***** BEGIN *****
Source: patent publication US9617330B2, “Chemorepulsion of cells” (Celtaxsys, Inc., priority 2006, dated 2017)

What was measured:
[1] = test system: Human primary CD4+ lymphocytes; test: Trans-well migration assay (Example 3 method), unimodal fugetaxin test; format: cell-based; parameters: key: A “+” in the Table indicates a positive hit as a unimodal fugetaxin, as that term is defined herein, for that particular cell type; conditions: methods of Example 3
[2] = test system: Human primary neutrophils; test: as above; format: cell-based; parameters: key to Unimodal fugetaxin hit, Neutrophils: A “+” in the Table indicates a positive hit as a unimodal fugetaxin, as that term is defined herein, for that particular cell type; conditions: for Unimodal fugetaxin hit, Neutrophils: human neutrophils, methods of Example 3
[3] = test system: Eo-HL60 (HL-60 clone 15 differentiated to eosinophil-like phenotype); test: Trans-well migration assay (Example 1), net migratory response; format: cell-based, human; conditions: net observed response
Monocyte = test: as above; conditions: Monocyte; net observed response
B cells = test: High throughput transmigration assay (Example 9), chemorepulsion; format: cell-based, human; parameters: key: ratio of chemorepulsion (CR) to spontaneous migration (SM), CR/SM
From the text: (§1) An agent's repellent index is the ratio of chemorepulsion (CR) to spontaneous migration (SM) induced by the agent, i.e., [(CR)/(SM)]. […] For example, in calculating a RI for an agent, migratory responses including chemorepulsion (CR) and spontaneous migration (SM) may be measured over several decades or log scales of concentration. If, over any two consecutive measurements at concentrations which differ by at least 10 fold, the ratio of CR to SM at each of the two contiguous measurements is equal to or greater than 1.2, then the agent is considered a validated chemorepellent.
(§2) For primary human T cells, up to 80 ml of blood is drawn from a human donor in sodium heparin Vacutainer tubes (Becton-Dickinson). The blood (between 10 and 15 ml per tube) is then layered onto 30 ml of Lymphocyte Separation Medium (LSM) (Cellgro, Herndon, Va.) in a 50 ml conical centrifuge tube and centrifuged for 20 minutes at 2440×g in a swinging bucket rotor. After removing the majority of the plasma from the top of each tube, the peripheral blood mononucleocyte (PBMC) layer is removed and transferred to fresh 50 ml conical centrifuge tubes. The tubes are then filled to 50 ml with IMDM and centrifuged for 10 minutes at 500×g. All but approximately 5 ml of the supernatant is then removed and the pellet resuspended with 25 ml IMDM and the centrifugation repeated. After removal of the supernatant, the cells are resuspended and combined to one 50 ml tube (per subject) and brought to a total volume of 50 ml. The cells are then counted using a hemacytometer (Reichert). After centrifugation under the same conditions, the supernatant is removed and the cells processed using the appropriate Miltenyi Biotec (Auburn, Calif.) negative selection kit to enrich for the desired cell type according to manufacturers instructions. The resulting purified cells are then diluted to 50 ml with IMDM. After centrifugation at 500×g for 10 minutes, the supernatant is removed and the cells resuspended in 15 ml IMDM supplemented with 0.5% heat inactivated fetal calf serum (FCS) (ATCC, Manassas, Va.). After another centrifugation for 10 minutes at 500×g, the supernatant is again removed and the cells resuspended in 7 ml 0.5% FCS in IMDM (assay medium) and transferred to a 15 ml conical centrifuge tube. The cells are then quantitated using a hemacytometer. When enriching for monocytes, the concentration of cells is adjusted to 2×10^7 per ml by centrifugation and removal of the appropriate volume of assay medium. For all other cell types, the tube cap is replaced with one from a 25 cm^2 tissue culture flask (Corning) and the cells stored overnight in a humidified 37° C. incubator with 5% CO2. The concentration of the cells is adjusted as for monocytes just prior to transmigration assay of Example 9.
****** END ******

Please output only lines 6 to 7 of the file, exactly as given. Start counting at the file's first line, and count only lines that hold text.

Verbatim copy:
Monocyte = test: as above; conditions: Monocyte; net observed response
B cells = test: High throughput transmigration assay (Example 9), chemorepulsion; format: cell-based, human; parameters: key: ratio of chemorepulsion (CR) to spontaneous migration (SM), CR/SM